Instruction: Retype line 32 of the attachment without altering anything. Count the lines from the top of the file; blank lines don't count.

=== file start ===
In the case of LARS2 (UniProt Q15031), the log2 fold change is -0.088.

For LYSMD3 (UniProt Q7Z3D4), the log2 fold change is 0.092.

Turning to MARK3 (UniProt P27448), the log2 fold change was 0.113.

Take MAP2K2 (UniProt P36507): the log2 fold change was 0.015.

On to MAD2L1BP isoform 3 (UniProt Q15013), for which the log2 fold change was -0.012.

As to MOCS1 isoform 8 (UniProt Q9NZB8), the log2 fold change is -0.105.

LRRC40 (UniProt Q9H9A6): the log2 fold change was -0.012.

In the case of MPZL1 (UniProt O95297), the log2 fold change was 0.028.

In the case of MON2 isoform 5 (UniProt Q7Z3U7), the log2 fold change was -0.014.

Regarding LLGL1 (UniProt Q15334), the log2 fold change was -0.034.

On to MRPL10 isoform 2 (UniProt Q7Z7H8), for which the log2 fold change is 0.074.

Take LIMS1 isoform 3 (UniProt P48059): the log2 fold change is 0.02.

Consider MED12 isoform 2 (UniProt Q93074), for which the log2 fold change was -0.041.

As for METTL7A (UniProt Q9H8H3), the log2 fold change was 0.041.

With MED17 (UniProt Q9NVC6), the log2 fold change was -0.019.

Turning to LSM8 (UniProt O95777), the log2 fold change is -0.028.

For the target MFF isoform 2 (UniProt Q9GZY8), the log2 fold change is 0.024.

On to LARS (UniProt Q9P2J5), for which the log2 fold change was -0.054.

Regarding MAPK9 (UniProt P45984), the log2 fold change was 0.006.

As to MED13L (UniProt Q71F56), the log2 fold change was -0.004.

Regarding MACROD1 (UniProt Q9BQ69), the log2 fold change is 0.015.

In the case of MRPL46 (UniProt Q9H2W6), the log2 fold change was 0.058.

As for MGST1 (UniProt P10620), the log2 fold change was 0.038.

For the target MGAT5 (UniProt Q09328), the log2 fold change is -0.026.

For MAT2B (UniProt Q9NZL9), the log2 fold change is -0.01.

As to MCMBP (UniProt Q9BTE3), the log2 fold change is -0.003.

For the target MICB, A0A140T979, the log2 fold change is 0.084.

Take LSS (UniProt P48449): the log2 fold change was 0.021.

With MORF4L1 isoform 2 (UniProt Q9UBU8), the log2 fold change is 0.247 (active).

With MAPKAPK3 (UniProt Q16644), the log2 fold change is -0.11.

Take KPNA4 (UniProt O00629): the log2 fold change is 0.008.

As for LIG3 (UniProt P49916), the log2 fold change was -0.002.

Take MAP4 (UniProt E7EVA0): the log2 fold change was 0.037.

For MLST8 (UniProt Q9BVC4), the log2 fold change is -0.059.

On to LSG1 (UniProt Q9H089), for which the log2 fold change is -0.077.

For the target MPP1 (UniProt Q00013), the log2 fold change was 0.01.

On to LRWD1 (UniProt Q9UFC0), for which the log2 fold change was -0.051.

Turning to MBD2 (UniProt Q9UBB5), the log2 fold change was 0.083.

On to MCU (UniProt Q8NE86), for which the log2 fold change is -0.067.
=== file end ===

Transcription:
As for LIG3 (UniProt P49916), the log2 fold change was -0.002.